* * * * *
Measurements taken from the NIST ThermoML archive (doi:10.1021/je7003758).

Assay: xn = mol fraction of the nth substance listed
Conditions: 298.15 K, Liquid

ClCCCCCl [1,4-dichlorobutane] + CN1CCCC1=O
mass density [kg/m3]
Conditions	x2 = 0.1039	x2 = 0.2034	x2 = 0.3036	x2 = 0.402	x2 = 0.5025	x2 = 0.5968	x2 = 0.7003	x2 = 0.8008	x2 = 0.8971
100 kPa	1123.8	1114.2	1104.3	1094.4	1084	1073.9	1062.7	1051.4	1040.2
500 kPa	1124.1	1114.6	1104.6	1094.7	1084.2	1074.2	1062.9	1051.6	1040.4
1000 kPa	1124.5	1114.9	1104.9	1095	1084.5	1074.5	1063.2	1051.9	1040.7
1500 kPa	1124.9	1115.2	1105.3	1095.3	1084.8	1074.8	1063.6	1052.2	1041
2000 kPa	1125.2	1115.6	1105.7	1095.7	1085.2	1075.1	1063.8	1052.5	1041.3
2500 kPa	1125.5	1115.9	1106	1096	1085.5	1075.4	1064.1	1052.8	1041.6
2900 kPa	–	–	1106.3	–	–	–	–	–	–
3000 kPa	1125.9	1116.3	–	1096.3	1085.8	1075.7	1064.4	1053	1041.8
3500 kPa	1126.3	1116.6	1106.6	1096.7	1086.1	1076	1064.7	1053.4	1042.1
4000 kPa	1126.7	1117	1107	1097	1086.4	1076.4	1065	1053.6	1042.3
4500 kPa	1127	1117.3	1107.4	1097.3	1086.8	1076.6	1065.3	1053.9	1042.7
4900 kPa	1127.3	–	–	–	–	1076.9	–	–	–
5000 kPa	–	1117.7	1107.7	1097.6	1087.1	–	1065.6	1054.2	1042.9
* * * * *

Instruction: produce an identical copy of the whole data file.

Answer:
Measurements taken from the NIST ThermoML archive (doi:10.1021/je7003758).

Assay: xn = mol fraction of the nth substance listed
Conditions: 298.15 K, Liquid

ClCCCCCl [1,4-dichlorobutane] + CN1CCCC1=O
mass density [kg/m3]
Conditions	x2 = 0.1039	x2 = 0.2034	x2 = 0.3036	x2 = 0.402	x2 = 0.5025	x2 = 0.5968	x2 = 0.7003	x2 = 0.8008	x2 = 0.8971
100 kPa	1123.8	1114.2	1104.3	1094.4	1084	1073.9	1062.7	1051.4	1040.2
500 kPa	1124.1	1114.6	1104.6	1094.7	1084.2	1074.2	1062.9	1051.6	1040.4
1000 kPa	1124.5	1114.9	1104.9	1095	1084.5	1074.5	1063.2	1051.9	1040.7
1500 kPa	1124.9	1115.2	1105.3	1095.3	1084.8	1074.8	1063.6	1052.2	1041
2000 kPa	1125.2	1115.6	1105.7	1095.7	1085.2	1075.1	1063.8	1052.5	1041.3
2500 kPa	1125.5	1115.9	1106	1096	1085.5	1075.4	1064.1	1052.8	1041.6
2900 kPa	–	–	1106.3	–	–	–	–	–	–
3000 kPa	1125.9	1116.3	–	1096.3	1085.8	1075.7	1064.4	1053	1041.8
3500 kPa	1126.3	1116.6	1106.6	1096.7	1086.1	1076	1064.7	1053.4	1042.1
4000 kPa	1126.7	1117	1107	1097	1086.4	1076.4	1065	1053.6	1042.3
4500 kPa	1127	1117.3	1107.4	1097.3	1086.8	1076.6	1065.3	1053.9	1042.7
4900 kPa	1127.3	–	–	–	–	1076.9	–	–	–
5000 kPa	–	1117.7	1107.7	1097.6	1087.1	–	1065.6	1054.2	1042.9